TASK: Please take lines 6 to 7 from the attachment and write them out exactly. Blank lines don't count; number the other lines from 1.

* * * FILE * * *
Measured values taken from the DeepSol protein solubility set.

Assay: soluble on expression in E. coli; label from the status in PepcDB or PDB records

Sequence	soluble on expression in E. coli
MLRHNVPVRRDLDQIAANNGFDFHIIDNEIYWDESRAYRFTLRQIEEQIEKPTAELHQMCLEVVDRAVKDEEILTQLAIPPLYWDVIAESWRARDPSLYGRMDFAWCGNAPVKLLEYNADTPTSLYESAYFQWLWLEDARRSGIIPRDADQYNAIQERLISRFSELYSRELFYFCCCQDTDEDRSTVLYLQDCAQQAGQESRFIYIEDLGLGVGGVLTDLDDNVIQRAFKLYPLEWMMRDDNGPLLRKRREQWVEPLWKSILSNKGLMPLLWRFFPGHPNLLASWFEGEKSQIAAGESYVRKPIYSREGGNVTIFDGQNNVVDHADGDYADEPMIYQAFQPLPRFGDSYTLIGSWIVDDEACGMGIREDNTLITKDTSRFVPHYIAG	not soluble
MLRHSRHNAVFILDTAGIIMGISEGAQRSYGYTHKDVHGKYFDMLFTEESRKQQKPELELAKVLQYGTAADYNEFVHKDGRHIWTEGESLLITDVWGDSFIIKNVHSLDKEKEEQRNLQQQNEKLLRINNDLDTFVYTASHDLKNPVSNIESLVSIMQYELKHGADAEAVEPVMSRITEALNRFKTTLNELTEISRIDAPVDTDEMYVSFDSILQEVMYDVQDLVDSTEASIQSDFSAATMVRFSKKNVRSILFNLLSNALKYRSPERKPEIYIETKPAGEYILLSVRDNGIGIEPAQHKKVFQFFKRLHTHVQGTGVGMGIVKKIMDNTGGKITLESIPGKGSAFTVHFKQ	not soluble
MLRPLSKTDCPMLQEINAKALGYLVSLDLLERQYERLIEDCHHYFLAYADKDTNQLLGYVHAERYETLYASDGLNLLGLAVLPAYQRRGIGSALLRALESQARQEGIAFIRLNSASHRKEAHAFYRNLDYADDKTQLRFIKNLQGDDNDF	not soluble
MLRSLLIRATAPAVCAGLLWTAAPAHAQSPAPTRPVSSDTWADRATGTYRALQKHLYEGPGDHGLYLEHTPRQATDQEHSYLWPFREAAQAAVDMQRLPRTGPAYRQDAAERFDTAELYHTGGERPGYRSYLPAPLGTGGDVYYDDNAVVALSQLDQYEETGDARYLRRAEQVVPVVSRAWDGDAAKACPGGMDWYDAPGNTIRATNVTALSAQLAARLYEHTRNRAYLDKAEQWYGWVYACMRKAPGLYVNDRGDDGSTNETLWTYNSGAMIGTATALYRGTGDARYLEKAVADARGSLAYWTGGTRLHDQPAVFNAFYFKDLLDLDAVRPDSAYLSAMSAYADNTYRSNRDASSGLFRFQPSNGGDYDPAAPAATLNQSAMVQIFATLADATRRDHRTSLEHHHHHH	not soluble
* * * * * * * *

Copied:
MLRPLSKTDCPMLQEINAKALGYLVSLDLLERQYERLIEDCHHYFLAYADKDTNQLLGYVHAERYETLYASDGLNLLGLAVLPAYQRRGIGSALLRALESQARQEGIAFIRLNSASHRKEAHAFYRNLDYADDKTQLRFIKNLQGDDNDF	not soluble
MLRSLLIRATAPAVCAGLLWTAAPAHAQSPAPTRPVSSDTWADRATGTYRALQKHLYEGPGDHGLYLEHTPRQATDQEHSYLWPFREAAQAAVDMQRLPRTGPAYRQDAAERFDTAELYHTGGERPGYRSYLPAPLGTGGDVYYDDNAVVALSQLDQYEETGDARYLRRAEQVVPVVSRAWDGDAAKACPGGMDWYDAPGNTIRATNVTALSAQLAARLYEHTRNRAYLDKAEQWYGWVYACMRKAPGLYVNDRGDDGSTNETLWTYNSGAMIGTATALYRGTGDARYLEKAVADARGSLAYWTGGTRLHDQPAVFNAFYFKDLLDLDAVRPDSAYLSAMSAYADNTYRSNRDASSGLFRFQPSNGGDYDPAAPAATLNQSAMVQIFATLADATRRDHRTSLEHHHHHH	not soluble